Excerpts have been taken from the letter-bag of Lady Elizabeth Spencer-Stanhope, published in 1913. Lady Elizabeth was the sister in law of the Rev Charles Spencer Stanhope, the vicar of Weaverham from 1835 to 1874.
On 27 September 1825 the Stockton and Darlington Railway, the first to carry passengers as well as goods, was opened amid unparalleled excitement. The passengers journeyed successfully from one town to the other at the rate of 4 to 6 miles an hour, preceded by a man on horseback carrying a flag.
The prejudice by some people against the new mode of travelling, however, died hard. For a long time many of the old county families, even while consenting to send their servants and luggage by rail, continued personally to drive in old-fashioned state along the country roads in their chariots-and-four. The Duke of Wellington never entered a railway carriage till 1843, when he was forced to do so when in attendance upon Queen Victoria, who only the year previously had begun to make use of the train service.
Initially many of the gentry would travel on the train sitting in their landaus or barouches which were lashed securely on to a train truck. The owners could enjoy the comfort and privacy of the old mode of transport combined with the swiftness of the new. Unfortunately, travelling in this way was not as safe as first thought.
Friends of the Reverend Stanhope’s family were travelling in this manner when their carriage began to swing ominously, and to their horror they realised that the cords which attached it to the truck were becoming loose. They immediately rang the communication bell in order to stop the train, but no attention was paid to their summons. Again they rang and yet again, but with the same result. On sped the train; indeed, so far from diminishing, its speed increased, and each moment the danger which threatened them became more imminent. As the cords grew more slack, their carriage swung more violently from side to side, so that they momentarily expected to be dashed to pieces. At last, however, the prolonged nightmare ended. They reached a station, the train stopped, and they proceeded indignantly to interview the driver. “I heard your bell,” the man replied, “and I knew your danger, but I could not act other than I did. The express was upon us and I was racing it. It was your lives against the lives of everybody in the train.”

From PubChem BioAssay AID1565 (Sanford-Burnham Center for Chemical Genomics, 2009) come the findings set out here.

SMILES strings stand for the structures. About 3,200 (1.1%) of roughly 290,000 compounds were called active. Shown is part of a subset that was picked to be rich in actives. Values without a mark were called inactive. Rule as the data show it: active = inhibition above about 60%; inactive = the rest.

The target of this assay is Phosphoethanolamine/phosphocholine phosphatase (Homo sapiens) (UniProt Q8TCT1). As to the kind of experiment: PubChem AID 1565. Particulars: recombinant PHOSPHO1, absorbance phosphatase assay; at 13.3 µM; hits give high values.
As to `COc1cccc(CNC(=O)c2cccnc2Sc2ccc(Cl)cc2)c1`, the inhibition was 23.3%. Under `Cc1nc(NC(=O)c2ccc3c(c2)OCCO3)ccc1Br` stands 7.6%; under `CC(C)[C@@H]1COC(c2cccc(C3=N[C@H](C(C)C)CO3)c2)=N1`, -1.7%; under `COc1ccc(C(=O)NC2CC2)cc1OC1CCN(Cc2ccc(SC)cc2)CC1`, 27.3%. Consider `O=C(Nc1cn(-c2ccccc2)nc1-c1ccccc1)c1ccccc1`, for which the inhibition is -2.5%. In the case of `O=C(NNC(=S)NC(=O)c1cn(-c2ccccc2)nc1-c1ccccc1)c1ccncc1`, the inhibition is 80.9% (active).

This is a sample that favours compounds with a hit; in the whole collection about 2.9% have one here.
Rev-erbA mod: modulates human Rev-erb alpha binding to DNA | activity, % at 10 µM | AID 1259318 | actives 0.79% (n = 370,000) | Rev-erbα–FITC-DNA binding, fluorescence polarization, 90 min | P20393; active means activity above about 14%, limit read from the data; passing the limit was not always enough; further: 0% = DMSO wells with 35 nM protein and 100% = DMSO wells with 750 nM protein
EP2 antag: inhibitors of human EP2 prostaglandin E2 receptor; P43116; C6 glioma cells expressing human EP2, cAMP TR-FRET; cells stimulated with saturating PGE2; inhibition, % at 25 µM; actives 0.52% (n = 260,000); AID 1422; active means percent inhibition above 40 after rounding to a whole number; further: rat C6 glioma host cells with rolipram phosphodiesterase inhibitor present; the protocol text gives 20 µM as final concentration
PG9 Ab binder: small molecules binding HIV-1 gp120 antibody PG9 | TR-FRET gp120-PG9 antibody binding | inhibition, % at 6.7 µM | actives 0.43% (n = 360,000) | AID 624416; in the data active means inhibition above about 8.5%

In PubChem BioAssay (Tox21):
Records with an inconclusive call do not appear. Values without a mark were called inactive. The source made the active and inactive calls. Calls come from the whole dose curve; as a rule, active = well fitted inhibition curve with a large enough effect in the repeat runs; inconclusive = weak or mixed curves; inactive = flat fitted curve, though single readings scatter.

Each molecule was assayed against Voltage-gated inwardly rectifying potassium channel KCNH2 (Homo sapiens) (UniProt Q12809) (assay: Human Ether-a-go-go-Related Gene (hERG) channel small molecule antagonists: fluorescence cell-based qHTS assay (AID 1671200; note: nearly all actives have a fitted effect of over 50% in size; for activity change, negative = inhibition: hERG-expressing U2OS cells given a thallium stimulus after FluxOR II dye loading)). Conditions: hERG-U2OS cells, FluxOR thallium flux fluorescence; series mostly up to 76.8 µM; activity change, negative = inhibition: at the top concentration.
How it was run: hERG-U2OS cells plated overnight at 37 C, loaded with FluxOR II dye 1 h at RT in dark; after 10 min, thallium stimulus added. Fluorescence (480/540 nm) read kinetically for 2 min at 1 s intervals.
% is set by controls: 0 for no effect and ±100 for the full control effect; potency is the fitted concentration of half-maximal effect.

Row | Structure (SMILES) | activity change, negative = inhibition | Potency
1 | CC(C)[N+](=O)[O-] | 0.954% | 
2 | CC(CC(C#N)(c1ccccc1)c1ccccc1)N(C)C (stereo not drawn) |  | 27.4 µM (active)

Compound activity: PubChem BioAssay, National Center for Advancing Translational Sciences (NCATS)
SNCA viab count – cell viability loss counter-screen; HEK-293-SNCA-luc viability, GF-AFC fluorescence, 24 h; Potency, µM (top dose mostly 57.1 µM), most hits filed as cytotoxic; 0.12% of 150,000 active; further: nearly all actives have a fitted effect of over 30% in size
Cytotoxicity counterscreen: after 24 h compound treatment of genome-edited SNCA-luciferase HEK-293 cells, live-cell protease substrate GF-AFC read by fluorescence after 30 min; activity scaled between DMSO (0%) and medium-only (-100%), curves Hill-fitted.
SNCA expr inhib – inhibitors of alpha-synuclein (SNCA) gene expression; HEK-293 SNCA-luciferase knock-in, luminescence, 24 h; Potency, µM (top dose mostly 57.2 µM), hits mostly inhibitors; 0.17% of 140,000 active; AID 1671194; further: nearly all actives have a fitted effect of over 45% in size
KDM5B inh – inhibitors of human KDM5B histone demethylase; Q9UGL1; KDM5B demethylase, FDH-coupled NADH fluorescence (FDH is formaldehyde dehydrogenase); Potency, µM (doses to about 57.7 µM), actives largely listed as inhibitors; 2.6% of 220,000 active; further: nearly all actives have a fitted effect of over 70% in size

This incident, following on some other narrow escapes from a similar catastrophe, decided the authorities to prohibit this mode of travelling and for the future private carriages journeyed apart from their owners.
In 1838 the Lady Elizabeth Spencer Stanhope was staying with her husband’s brother, the Reverend Charles Spencer Stanhope, the Vicar of Weaverham. They were to visit Liverpool and Charles wished initially to use one of the steam barges down the Weaver at 6 o’clock in the morning but she preferred to travel by train for the sightseeing. She describes in her letters the novel experiences of the delightful society she met on the train to Liverpool.
“It certainly was a new insight into life and to be looked on as a wholesome dose of democracy.
The carriage was of the half-open description, with benches, and held 36 individuals, chiefly Navvies. There was one select party of 12 who all rushed in together with their pickaxes and various implements, and the noise they made was rather marvellous, and plenty of scuffling. The only chance was to appear as if one was used to it, though it was certainly not pleasant when we were in the depths of that endless tunnel to hear them skirmishing together and making every sort of uproar. I expected them to come tumbling over the benches upon us, and the conversation was not profitable, though as long as there was no fighting we had to find it tolerable.”
Train travel has always been able to provide a rich supply of new experiences.